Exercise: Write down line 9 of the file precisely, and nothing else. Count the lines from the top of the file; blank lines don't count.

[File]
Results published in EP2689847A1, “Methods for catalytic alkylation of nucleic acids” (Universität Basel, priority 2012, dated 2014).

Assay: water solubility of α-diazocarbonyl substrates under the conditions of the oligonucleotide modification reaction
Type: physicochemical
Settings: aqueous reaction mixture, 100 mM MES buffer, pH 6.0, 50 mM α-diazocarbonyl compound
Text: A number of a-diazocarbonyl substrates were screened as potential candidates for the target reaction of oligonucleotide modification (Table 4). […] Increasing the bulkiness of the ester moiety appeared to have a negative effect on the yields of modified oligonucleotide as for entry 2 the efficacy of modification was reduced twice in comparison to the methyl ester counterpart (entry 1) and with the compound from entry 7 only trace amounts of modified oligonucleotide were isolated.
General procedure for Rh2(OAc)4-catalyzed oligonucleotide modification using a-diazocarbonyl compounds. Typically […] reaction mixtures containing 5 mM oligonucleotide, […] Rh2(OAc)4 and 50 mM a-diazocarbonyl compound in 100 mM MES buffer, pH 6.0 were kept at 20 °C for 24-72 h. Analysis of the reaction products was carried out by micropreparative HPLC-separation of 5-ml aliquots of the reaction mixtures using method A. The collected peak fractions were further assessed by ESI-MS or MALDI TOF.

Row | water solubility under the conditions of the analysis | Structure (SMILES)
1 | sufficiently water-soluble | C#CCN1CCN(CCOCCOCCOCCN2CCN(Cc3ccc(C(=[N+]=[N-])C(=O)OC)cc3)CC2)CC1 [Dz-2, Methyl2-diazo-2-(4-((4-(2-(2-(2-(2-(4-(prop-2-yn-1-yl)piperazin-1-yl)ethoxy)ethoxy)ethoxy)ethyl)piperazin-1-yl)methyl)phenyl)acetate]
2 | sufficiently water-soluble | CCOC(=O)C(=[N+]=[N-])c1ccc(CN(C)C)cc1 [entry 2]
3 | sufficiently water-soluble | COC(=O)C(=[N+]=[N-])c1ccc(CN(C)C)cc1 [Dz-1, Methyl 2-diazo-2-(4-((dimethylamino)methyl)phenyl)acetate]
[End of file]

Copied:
2 | sufficiently water-soluble | CCOC(=O)C(=[N+]=[N-])c1ccc(CN(C)C)cc1 [entry 2]